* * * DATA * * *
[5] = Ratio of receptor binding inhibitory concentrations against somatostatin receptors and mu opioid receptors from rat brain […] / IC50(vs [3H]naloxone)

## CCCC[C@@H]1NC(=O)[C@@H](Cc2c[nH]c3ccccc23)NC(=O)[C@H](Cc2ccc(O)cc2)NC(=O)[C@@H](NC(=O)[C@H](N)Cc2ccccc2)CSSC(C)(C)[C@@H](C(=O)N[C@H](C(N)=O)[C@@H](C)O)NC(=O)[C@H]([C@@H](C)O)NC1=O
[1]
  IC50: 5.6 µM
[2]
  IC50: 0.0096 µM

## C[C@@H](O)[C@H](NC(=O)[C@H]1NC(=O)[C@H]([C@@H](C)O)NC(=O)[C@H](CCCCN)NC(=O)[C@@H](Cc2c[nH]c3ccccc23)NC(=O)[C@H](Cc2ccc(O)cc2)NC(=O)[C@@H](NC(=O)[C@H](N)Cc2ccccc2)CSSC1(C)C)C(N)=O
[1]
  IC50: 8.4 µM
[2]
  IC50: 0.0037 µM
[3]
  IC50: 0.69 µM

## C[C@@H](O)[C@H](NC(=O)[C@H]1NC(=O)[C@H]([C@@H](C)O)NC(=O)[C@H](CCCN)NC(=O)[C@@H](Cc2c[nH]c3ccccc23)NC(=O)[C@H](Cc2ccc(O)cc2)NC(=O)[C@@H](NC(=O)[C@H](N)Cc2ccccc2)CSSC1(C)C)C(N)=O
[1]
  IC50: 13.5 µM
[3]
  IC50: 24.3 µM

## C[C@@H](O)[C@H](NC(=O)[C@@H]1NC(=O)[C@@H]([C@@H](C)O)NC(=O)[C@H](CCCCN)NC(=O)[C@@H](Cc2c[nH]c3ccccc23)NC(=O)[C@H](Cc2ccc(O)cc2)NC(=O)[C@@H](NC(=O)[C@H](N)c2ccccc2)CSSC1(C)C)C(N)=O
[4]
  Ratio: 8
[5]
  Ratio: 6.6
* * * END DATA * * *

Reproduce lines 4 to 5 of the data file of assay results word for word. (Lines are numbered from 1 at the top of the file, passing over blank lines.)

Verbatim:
  IC50: 5.6 µM
[2]